Link Rays

Viasat XVI Satellite Rendering
Viasat teamed with Blue Canyon to develop the XVI satellite, a rendering of which is shown here, to demonstrate the feasibility of routing Link-16 traffic through space.

The United States Space Development Agency’s embrace of Link-16 connectivity is gathering momentum greatly improving the tactical datalink’s geographical footprint.

Link-16 is a North Atlantic Treaty Organisation (NATO) and allied Tactical Datalink (TDL) protocol which mainly supports air operations. The TDL uses frequencies of 960 megahertz/MHz to 1.215 gigahertz/GHz to handle secure tactical voice and data traffic. Link-16 was developed in the 1970s and introduced from the 1980s onward. For most of its history, Link-16 has been a terrestrial tactical datalink, but this is changing.

Viasat and Blue Canyon collaborated on the development of the XVI spacecraft to demonstrate the feasibility of moving Link-16 traffic across satellites. The XVI cubesat was launched in 2023 and placed in a Low Earth Orbit (LEO). According to the US National Aeronautics and Space Administration, cubesats are classified as having a twelve cubic metre volume. LEO orbits do not exceed 1,080 nautical miles/nm (2,000 kilometres/km) altitude. As a TDL using Ultra High Frequency (UHF) wavebands, Link-16’s range is restricted to line-of-sight. Placing Link-16 terminals on a satellite permits a significant range increase: A LEO satellite at a 1,080nm altitude could have a potential intercontinental range of 3,146nm (5,826km).

Enlarging the footprint

“The geographic footprint of the battlespace for which Link-16 was designed has increased ten-fold,” the US Space Development Agency told Armada. Tomorrow’s wars are expected to be fought across vast theatres, such as in the far east and southeast Asian regions. It is in these areas where the People’s Republic of China and the US could come to blows during any future conflict. “Link-16 from space allows quicker reaction times for warfighters over a large area … In order for US forces to react to rapid and changing adversarial threats, the timeline of these reactions must be faster than ever before.” A key motivation for evolving Link-16 provision from space is the challenge presented by time-sensitive, beyond line-of-sight targets. Such threats are exemplified by hypersonic surface-to-surface missiles. Hypersonic weapons travel at velocities exceeding 3,333 knots (6,174 kilometres-per-hour). The Russian Air and Space Force’s Kh-47M2 Kinzhal (NATO reporting name AS-24 Killjoy) has a reported top speed of 6,666 knots (12,348km/h). The missile’s range is said to be circa 1,080nm which could be covered in nine minutes and 43 seconds.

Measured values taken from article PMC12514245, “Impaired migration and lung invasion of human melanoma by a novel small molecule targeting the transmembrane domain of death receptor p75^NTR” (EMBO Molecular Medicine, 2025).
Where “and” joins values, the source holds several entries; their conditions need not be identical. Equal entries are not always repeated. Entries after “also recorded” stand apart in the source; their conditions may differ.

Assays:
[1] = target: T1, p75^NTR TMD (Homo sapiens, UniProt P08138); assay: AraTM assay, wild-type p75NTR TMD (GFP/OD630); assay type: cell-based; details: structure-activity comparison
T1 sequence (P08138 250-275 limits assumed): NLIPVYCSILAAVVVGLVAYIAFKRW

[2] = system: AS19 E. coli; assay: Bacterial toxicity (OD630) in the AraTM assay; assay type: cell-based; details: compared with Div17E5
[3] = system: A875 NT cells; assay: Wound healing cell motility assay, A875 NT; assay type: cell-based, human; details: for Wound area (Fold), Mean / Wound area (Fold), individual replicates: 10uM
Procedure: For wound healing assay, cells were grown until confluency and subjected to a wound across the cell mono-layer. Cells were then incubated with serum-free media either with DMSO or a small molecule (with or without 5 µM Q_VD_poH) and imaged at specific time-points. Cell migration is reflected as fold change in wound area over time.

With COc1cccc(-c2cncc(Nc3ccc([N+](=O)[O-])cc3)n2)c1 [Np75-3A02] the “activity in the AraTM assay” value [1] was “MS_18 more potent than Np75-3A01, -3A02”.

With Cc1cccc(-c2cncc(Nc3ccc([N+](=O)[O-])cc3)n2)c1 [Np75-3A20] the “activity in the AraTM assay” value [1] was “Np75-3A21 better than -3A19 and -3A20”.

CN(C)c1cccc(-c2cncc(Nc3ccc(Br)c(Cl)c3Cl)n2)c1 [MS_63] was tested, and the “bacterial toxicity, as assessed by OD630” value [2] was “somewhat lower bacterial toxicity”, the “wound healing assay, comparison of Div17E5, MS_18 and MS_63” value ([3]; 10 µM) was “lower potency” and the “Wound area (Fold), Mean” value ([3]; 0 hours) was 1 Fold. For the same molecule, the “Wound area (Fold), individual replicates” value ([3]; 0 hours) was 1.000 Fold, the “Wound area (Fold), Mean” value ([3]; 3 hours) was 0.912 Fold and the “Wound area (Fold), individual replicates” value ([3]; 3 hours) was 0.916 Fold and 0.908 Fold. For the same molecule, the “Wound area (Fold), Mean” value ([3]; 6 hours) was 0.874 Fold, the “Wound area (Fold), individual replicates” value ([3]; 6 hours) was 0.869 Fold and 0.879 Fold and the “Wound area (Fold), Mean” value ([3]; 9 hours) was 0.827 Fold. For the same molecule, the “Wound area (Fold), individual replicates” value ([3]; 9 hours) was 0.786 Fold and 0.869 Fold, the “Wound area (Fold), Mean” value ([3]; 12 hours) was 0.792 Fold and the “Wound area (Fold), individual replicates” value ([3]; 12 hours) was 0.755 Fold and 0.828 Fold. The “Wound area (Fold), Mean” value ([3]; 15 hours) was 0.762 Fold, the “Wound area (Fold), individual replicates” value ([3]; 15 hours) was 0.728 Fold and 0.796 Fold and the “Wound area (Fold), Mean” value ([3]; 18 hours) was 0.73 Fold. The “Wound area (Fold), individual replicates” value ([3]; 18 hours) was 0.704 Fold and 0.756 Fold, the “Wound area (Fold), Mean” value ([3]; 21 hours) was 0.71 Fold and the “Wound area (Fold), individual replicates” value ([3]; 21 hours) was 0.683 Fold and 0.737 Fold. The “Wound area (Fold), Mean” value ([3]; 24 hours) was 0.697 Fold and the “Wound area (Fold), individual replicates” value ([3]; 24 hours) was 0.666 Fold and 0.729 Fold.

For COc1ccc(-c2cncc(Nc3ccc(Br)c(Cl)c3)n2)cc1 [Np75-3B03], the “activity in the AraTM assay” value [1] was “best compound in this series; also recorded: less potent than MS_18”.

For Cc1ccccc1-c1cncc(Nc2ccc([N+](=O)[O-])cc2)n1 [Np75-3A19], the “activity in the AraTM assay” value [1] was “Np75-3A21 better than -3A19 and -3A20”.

SDA efforts

The SDA has picked up the baton and is helping to advance space-based Link-16 capabilities. On 14th February, the SDA launched 27 Tranche-0 Proliferated Warfighter Space Architecture satellites. Seven of the spacecraft include TDL payloads. York Space Systems, Lockheed Martin, SpaceX and L3Harris have all been involved in developing these Tranche-0 satellites. The Proliferated Warfighter Space Architecture “has successfully demonstrated the first ever Link-16 network entry through space to a ground connection located within a Five Eyes partner nation from low earth orbit,” the SDA told Armada. The Five Eyes nations comprise Australia, Canada, New Zealand, the United Kingdom and the United States. “This demonstration represents a capability never before possible for our warfighters.”

Link-16 connectivity testing is expected to continue throughout 2024: “Signal characterisation tests” are ongoing noted the SDA with “network loading and entry tests” then occurring. These evaluations will “be followed by adding additional Link-16 participants to provide empirical data on network loading, participant interactions and the tests required to lead up to certifications.” Crucially, the Link-16 terminals equipping the Tranche-0 satellites are fully compatible with Link-16 radios used throughout NATO and allied nations: “No modifications (to these radios) are required for interoperability,” said the SDA.

Early Link-16 Diagram
This diagram is from the early days of Link-16 in the 1980s. Despite its age, it clearly illustrates how the tactical datalink connects a wide array of capabilities in support of the air battle.

by Dr. Thomas Withington